Suddenly they are dozing off: talking or eating, in the subway or in the department store. People who suffer from narcolepsy can not do anything about these sleep seizures.
Again and again he nodded at the director’s chair: Alfred Hitchcock, the famous filmmaker. Napoleon suffered from the same phenomenon, he suddenly slept at receptions and even at important briefings. Both are said to have suffered from narcolepsy . People with this disorder are hit by sleep attacks during the day – often at the most inopportune moments and without them wanting to.
For people with narcolepsy, everyday life is not easy. During the day, they often end up in dangerous situations, because they suddenly slip into sleep: while talking or eating, in the subway or in the department store , at school or at work. And even in the waking state, the muscles can suddenly fail them, the body becomes limp as in sleep. In addition, they are constantly tired, and at night they can not find peace. Many sufferers are unable to work or work and are regarded as severely disabled.
The compulsion to sleep arises in the brain
Narcolepsy is a neurological disorder: the part of the human brain that controls the sleep-wake rhythm is permanently disturbed. Therefore, this brain region does not produce enough hypocretin, a messenger that, together with other sleep hormones, determines when we are awake and when we sleep. Hypocretin is produced in the midbrain, in the so-called hypothalamus. This brain is one of the most important switching centers in our brain.
Whether only the hypothalamus and the hormone disorder lead to sleeping sickness is still unclear. Similarly, scientists are still puzzling which brain mechanism leads to the sudden onset of sleep attacks. So far, narcolepsy is not curable, but the symptoms can be alleviated.
The environment often shows no understanding
People with narcolepsy must follow many rules of behavior, if only to avoid accidents. For example when driving a car – if they are even at the wheel. Longer distances should always be avoided, shorter ones should only be tackled if they feel fit. If they feel the drowsiness spreading, they should stop immediately and take a nap.
Most of all, the sufferer is tormented that the environment is incomprehensible to suffering. All too often, friends, family members, or teachers are annoyed by the nod. They mock the sick as lazybones, quitters or bums. In addition, threatening bad grades or even the termination of the job.
Whether you have narcolepsy or only normal drowsiness, it can be checked for certain symptoms that are characteristic of sleep seizures. In addition to the sudden onset of slumber, these include flaccid muscles, complete paralysis and hallucinations.
But the symptoms may not be so obvious. Some patients overplay them with physical activity, others have become so used to certain restrictions over time that they barely notice them. In addition, not all symptoms appear at the same time. And often they are not there all of a sudden, but have gradually adjusted.
Mostly bored: sleep attacks
The first phenomenon that appears is usually falling asleep. They often attack the patient in situations that he experiences as monotonous: in the church or in conferences, in the cinema or in the theater. But the irresistible urge to sleep can also occur in other situations. Often, those affected can tackle it by becoming active and doing something. Nevertheless, the movements remain slower than usual.
How often the need to slumber is felt varies from case to case, but most of the time sleep lures several times a day. Also, the duration of these naps can vary greatly – sometimes it is only a few seconds to minutes, another time hours.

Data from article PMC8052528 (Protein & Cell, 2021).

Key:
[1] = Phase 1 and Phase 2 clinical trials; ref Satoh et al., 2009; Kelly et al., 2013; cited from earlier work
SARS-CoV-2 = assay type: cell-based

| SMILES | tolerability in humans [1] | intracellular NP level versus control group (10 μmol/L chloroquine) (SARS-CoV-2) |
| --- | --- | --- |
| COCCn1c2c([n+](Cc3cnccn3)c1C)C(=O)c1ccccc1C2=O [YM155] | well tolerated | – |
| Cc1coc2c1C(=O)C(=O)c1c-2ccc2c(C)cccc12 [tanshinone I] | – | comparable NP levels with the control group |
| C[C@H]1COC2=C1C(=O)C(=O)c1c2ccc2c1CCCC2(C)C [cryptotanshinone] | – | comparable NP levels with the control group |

The patients collapse or fall
The patients experience it as particularly bad if their muscles fail with clear consciousness. The limbs become limp, are without tension – cataplexy is the corresponding medical term. Then the knees become soft. Occasionally, even the entire body’s musculature becomes soft as in sleep. In this case, those affected collapse or fall.
The cataplexy is usually triggered by strong emotions such as laughter, jokes, annoyance, excitement, surprise, stress or sex. The loss of muscle tension can take only a second, but also several minutes. There are even reports of patients who had to remain awake for half an hour without muscle power. Cataplexias usually appear as a second symptom.
Most people with narcolepsy sleep lightly at night: they often wake up and stay awake for a long time. Occasionally, the sleepless are wallowing in bed or wandering around the apartment. This restlessness is typical of the sleep disorder. However, such states may indicate other causes.
Sometimes complete paralysis occurs
The sick get panic anxiety when they are – with full awareness – suddenly unable to move or speak. Such sleep paralysis occurs when falling asleep or waking up, it can last for seconds or even minutes. After that, the paralysis disappears as ghostly as it came. However, this symptom may have other causes.
Another feature of the disease: how automatically executed movements. When narcoloctics slip into the sleep state in the midst of everyday life, they just do what they are doing during the sleep attack – without being aware of their actions. Sometimes this has only harmless consequences: for example, when the salt cask is emptied over the pot during cooking or when nonsense is suddenly produced when writing. But it can also be dangerous: If, for example, a motorist continues to drive in spite of a sleep attack, a pedestrian marches off the sidewalk onto the street or a craftsman continues to work with the saw.
When dreams become real: hallucinations
People with narcolepsy, when falling asleep or waking up, produce dreams for a few minutes, but they seem completely realistic: for example, in the perception of the sick, strangers enter the room and threaten it. In such situations narcoleptics can no longer distinguish between dream and reality. These hallucinations are usually unpleasant and cause panic fear.
For the most part, the symptoms first appear between the age of 10 and 20 or between the age of 30 and 40. But there are also sick people who have noticed their first signs in another phase of their lives.
If you think you have narcolepsy, talk to your doctor. He will transfer you to a sleep laboratory if he shares your suspicions. There, the doctor tries to find out in a detailed conversation with you whether you actually suffer from narcolepsy.